- Why have business rates changed now?
The 2017 rating revaluation, or overhaul of rates, came into effect as of April 1. This year’s revaluation is based on the property market in 2015.
It is the first revaluation since April 1, 2010 which was based at the rateable value of properties as of April 1, 2008.
A revaluation is meant to take place every five years so the increase in business rates should have happened two years ago.
However, it was delayed by the Government to avoid businesses being hit by a sharp increase ahead of the 2015 General Election. This is why the hikes in rates now are more dramatic than otherwise.
The purpose of the revaluation is to re-aline rateable values with rental decline or growth since 2008.
- How does the calculation work?
Business rates are calculated by multiplying the rateable value of your non-domestic property by the correct multiplier (also known as the UBR or rate in the pound) set by the Government.
The rateable value is based on the rental value of the property.
The multiplier is increased each year by the September RPI rate of inflation to ensure that the Government consistently collects the same amount of money each year in real terms.
Manifesto for change:
With another General Election looming the Federation of Small Business (FSB) has launched its manifesto calling for a ‘business rates system that is fit for purpose’.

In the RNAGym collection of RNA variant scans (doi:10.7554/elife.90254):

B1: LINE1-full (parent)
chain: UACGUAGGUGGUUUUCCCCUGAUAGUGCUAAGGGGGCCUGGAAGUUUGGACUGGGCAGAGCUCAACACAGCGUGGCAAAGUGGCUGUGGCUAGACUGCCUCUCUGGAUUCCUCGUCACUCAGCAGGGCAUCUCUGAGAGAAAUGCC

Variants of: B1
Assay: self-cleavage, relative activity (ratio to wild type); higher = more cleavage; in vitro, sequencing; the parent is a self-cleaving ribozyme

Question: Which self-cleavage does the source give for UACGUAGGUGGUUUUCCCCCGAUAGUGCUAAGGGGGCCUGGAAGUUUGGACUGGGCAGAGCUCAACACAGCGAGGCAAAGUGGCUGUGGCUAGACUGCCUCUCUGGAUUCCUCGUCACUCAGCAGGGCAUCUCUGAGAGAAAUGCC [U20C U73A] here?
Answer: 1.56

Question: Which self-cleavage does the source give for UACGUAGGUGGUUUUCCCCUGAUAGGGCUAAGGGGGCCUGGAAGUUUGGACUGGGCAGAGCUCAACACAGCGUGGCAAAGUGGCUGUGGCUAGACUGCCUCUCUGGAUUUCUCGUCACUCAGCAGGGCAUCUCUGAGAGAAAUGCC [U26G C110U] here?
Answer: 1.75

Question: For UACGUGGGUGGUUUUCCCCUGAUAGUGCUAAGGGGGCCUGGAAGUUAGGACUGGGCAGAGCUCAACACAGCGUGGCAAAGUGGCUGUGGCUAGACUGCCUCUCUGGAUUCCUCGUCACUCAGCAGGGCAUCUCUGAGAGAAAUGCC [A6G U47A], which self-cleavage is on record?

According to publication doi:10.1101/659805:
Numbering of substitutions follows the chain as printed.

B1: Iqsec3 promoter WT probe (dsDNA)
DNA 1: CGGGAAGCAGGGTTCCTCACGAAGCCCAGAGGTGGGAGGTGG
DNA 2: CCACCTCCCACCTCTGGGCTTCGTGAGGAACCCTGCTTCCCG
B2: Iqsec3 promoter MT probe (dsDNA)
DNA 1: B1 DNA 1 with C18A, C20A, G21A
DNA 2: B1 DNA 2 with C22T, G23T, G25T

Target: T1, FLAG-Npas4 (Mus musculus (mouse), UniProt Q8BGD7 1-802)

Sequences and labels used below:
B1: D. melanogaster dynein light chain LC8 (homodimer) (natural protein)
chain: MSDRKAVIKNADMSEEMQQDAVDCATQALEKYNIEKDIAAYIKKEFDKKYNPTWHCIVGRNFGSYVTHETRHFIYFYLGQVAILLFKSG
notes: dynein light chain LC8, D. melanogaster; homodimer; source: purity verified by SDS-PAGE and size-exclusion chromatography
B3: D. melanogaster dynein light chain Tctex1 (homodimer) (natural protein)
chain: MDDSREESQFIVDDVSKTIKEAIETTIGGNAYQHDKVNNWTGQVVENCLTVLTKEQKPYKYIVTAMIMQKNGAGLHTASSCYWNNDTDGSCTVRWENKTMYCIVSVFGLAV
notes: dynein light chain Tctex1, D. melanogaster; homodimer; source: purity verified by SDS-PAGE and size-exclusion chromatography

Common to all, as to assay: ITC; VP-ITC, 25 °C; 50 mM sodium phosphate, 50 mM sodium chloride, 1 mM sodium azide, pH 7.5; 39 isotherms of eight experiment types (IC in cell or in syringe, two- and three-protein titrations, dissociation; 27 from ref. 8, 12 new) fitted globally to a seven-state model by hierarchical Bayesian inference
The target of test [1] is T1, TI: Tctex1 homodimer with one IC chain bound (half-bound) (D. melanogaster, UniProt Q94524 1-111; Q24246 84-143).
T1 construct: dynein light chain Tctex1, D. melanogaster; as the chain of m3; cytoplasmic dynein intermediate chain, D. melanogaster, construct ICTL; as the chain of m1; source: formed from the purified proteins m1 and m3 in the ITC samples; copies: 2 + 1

The manifesto states: “The non-domestic rates system, as it stands, is an unfair and regressive tax that takes no account of a firm’s ability to pay.
“A business must pay £1 in business rates before its earns £1 in turnover, let alone £1 in profit.
“A property-based tax by its nature unfairly targets businesses with premises, and businesses in prime locations (such as high streets).
“Infrequent or delayed revaluations merely store up trouble, exacerbating a property tax that already lags behind the economic cycle.”
Meanwhile a Lancashire business leader has also urged the winner of next month’s General Election to make £300m of relief to small businesses a priority.
Norman Tenray, the managing director of Longridge-based building supplies’ firm, OBAS UK, said the delay to the package promised by the Government would hurt firms across the county.
It had been hoped a support fund would be set up following the end of a consultation into soaring rates in some parts of the country.
However, the Department for Communities and Local Government has confirmed it will be up to the next government to publish its response to the findings.
Mr Tenray said: “There is potential for this delay to last several months and that is simply unacceptable to businesses struggling with the impact of rates revaluation.
“The fund promised to protect affected businesses was ready for implementation and now, due to no fault of their own, those hardest hit will be the ones which shoulder the burden.
“I would call on whichever political party forms the next Government to make this a priority and allow small businesses in places like Lancashire to prosper and grow.”